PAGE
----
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Author Zoe
Partaker
#346 | Posted: 15 Jun 2019 17:06 
I found the workshop more interesting than Unity Temple but alas I'm so happy it is finally getting inscribed. That discussing 2 years seems pathetic seeing how so many lousy "not inscribe" sites are overturned instead. I will visit Falling Water next month.

Author tsunami
Partaker
#347 | Posted: 5 Jul 2019 17:01 | Edited by: tsunami 
The epicenter of the recent M 6.4 earthquake in California was Ridgecrest, which hosts the Coso Rock Art National Historic Landmark with more than 50,000 petroglyphs, the highest concentration of rock art in the Northern Hemisphere (Wiki). Unlike the nearby Carrizo Plain National Monument (which stunned Californians a few months ago with its "super bloom"), Coso Rock Art has never officially been considered for a WHS, much due to the fact that it now lies within a Naval Air Weapons Station. But Coso Rock Art is one of the most valuable cultural heritages we have in California. Just worried about its state after the earthquake, from far away in Poland.

Author winterkjm
Partaker
#348 | Posted: 5 Jul 2019 17:17 
I am sure it's fine. At worst a couple large rocks/boulders with petroglyphs shifted. I doubt there was any noteworthy damage. You are right though about Coso Rock Art District, it really would be an excellent world heritage site.

Author tsunami
Partaker
#349 | Posted: 6 Jul 2019 01:34 
Wow, another one, this time M 7/1, just hit it. Perhaps another couple or more boulders shifted. Hope not any more earthquakes.

Author winterkjm
Partaker
#350 | Posted: 16 May 2020 16:28 | Edited by: winterkjm 
Assif:
@winterkjm: Regardless of this enterprise I would be interested to know which other USA sites you deem worthy of inscription. Maybe we could discuss this some other time when this project is over.

These sites didn't make the cut for me in the Top Missing discussion, but I feel are generally deserving of inscription. My US proposals were focused on gaps and a strong claim of OUV. I was pleased to see some other sites that I overlooked proposed by other users. However, this was a list of sites I did not want to propose, because I believe it would over-saturate proposals from the US (too many proposals, over lap, etc).

All name/title links are my Flickr albums.

1 Sinagua Cultural Landscape (Arizona)
- Montezuma Castle National Monument
- Tuzigoot National Monument
- Wupatki National Monument
- Sunset Crater National Monument
- Walnut Canyon National Monument
- V-Bar-V Heritage Site

Sinagua (wikipedia)

2 Japanese-American Internment Camps
- Manzanar National Historic Site (California)
- Tule Lake (California)
- Granada (Colorado)
- Topaz (Utah)
- Heart Mountain (Wyoming)
- Minidoka (Idaho)
- Poston (Arizona)
- Rohwer (Arkansas)

Internment of Japanese-Americans (Wikipedia)

3 Hearst Castle (California)
Hearst Castle (Wikipedia)

4 Miami Art Deco District (Florida)
Miami Art Deco District (Wikipedia)

5 Camino Real de Tierra Adentro: Santa Fe (New Mexico) *Extension
Camino Real de Tierra Adentro (Wikipedia)

6 Spanish Missions of the Sonoran Desert (Arizona) *potential for transnational nomination
- San Xavier del Bac Mission
- Tumacácori National Historical Park

Spanish Missions in the Sonoran Desert (Wikipedia)

7 American Craftsmen Design (California) *potential for transnational nomination
- The Gamble House (1908)
- Asilomar Conference Grounds (1913)

American Craftsmen (Wikipedia)

8 Colonial Newport (Rhode Island)
Newport Colonial Period (Wikipedia)

9 Carrizo Plain National Monument (California)
Carrizo Plain (Wikipedia)

Here are 2 US Tentative Nominations I was slightly surprised were not put forward and I think generally are deserving of world heritage status.

10 Brooklyn Bridge (New York)
Brooklyn Bridge (Wikipedia)

11 Central Park (New York)
Central Park (Wikipedia)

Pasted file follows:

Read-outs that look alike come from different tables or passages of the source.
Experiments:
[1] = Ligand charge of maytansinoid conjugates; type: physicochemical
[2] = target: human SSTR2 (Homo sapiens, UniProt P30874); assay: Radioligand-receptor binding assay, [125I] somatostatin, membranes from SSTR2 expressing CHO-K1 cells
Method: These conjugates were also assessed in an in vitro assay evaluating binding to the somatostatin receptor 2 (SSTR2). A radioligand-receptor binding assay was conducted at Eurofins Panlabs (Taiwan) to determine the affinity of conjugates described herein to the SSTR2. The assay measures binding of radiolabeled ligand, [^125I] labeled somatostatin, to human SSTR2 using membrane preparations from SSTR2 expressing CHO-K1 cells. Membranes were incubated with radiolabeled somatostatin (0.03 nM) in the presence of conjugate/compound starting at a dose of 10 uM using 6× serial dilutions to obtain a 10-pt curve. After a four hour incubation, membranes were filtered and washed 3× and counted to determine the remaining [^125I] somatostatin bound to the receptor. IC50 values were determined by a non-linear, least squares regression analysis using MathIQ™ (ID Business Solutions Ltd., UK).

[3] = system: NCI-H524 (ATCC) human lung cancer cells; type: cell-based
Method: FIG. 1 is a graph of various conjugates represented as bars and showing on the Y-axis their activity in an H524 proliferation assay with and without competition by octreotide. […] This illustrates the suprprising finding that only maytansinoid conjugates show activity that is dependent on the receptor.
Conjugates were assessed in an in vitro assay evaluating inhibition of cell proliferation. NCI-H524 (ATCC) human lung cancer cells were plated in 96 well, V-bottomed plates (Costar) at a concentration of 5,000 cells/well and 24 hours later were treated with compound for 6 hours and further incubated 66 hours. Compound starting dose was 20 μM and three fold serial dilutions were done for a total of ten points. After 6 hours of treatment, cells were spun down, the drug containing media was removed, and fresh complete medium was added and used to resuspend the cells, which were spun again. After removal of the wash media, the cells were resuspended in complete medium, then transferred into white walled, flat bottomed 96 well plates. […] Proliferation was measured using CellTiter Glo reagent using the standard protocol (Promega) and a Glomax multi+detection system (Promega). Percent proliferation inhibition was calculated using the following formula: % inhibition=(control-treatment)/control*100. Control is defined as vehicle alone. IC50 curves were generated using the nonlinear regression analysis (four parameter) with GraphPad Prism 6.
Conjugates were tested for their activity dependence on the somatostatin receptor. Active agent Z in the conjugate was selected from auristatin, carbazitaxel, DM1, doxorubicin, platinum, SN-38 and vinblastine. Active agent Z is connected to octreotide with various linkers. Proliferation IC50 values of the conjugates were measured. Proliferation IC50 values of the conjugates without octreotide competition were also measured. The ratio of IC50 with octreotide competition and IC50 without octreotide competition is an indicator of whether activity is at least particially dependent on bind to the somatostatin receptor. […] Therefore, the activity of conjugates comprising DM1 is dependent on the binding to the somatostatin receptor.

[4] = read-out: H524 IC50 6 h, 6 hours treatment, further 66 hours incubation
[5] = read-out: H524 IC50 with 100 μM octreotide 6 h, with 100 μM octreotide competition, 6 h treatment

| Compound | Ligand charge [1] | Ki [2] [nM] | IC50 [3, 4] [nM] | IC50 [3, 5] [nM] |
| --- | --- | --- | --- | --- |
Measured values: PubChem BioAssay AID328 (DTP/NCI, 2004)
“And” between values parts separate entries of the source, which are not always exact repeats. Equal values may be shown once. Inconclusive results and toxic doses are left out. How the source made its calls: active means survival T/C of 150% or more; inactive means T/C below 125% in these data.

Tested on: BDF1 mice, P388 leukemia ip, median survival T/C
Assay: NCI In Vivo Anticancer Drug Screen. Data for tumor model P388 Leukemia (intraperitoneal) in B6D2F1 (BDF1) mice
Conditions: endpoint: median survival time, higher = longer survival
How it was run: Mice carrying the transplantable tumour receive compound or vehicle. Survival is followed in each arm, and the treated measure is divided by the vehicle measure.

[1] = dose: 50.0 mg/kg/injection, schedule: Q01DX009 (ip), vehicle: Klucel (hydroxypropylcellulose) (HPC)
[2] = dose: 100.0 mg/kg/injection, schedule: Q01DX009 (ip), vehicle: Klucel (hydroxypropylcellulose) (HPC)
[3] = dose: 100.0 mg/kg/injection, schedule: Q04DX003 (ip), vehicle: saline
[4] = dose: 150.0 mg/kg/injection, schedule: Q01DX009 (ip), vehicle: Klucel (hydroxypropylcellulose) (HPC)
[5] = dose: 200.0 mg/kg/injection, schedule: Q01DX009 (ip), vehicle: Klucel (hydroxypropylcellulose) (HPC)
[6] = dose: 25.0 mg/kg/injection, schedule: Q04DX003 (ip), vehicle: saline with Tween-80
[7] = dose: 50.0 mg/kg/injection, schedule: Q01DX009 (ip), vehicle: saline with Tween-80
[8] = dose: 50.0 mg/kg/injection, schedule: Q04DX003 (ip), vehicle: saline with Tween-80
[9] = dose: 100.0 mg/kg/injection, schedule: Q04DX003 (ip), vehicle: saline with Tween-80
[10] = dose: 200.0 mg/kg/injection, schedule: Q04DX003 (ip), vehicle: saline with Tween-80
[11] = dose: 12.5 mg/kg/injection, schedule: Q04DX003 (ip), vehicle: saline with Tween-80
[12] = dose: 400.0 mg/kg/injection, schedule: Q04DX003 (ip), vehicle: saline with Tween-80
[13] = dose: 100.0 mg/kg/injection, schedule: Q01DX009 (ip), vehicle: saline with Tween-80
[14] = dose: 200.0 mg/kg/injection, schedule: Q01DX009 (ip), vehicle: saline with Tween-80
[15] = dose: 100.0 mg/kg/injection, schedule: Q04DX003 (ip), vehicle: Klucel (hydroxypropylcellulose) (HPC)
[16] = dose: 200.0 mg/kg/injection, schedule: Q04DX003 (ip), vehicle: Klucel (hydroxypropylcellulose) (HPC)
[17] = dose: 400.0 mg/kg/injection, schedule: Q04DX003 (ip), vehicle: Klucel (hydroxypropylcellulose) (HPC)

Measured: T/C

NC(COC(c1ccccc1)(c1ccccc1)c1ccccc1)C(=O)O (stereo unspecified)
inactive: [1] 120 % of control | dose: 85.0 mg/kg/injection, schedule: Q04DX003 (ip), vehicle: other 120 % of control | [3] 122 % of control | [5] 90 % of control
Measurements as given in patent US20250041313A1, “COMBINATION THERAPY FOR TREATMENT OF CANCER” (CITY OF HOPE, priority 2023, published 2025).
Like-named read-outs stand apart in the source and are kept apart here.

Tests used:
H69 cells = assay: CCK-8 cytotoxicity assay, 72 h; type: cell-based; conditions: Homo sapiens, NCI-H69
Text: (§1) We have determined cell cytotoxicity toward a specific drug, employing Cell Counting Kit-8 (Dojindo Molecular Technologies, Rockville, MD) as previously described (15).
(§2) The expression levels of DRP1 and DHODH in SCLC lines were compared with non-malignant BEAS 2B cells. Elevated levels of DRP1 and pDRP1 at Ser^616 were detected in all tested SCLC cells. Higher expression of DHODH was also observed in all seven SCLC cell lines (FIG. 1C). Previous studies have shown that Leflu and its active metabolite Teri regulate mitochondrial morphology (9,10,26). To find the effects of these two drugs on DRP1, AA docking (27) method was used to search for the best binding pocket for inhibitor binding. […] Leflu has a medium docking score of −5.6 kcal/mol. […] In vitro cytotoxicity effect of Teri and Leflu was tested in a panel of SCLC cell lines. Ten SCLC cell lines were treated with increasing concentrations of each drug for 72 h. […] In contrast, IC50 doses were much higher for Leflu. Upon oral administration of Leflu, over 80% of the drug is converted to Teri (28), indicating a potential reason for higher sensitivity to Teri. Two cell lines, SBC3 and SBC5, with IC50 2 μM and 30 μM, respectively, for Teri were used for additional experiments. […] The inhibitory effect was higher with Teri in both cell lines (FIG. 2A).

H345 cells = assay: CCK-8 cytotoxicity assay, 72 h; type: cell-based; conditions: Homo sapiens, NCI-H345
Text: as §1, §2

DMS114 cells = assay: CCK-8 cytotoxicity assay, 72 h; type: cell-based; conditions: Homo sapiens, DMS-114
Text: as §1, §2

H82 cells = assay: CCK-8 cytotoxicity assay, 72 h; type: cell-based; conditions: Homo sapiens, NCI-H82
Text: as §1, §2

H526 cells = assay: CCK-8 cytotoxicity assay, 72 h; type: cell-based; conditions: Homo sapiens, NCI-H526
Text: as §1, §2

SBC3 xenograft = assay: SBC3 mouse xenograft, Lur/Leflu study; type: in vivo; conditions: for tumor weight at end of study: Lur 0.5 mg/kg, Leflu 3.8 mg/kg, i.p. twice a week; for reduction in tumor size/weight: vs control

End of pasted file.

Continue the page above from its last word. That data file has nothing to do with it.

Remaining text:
With about 40 accepted proposals, I think the US came out pretty well though! I am curious now, would you have seconded any of these? I actually argued against Carrizo Plain for Top Missing, but I love this place dearly. I settled for its cultural values with Painted Rock. Miami's Art Deco District was nominated, but never seconded. For me personally, I really enjoyed Miami Beach, but I was unsure how it compared to Napier (NZ). I find the Brooklyn Bridge as more worthy of inscription than the Golden Gate Bridge and Central Park is really special. Colonial Newport was my favorite of the discussed colonial historic districts, though I could accept Colonial Williamsburg (which would not run into the private property challenges that make US historic districts nearly impossible). The Gamble House and Asilomar would be wonderful inclusions on the world heritage list, but it really should be part of an Arts and Crafts movement serial nomination with England. I have zero knowledge about appropriate sites in England, so I never submitted a proposal. On top of this, it really would be nice to recognize Julia Morgan, an amazing architect. Moreover, she is the master architect who built Hearst Castle as well, which is a stunning achievement. It is bizarre to me that the Camino Real de Tierra Adentro could even be inscribed without Santa Fe? The Spanish Missions in the Sonoran Desert have overlap with the San Antonio Missions, but I think they are equally deserving of world heritage status. San Xavier del Bac (FTWHS) is incredible and Tumacácori National Historical Park is a collection of ruins that really impressed me. Both of these sites together are better preserved and more authentic than the mission ensemble (21 in total) in California. Sometimes called the Kino Missions, they are older and there would be a great opportunity to collaborate with Mexico. The Japanese Internment Camps are nearly all protected at the national level as National Monuments or National Historic Landmarks. It's really commendable how these sites of dark history have transformed following the 1980's official apology and reparations. Today, they stand as reminders of racial hysteria, failure of political leadership, and the danger of "othering". The Sinagua Cultural Landscape is a fantastic ensemble of Native American sites. Located in/around Flagstaff and the Verde Valley these serial components would add a unique culture, so far unrecognized in the American Southwest. Another site that I would have included, Organ Pipe Cactus National Monument as an extension to the already inscribed El Pinacate y Gran Desierto de Altar Biosphere. In fact, this site was going to be added to the 2017 US Tentative List, but was cancelled at the last moment. It makes sense now "who" likely cancelled it, because for the last 6 months the newly constructed border wall is cutting off this important ecological corridor between the US and Mexico.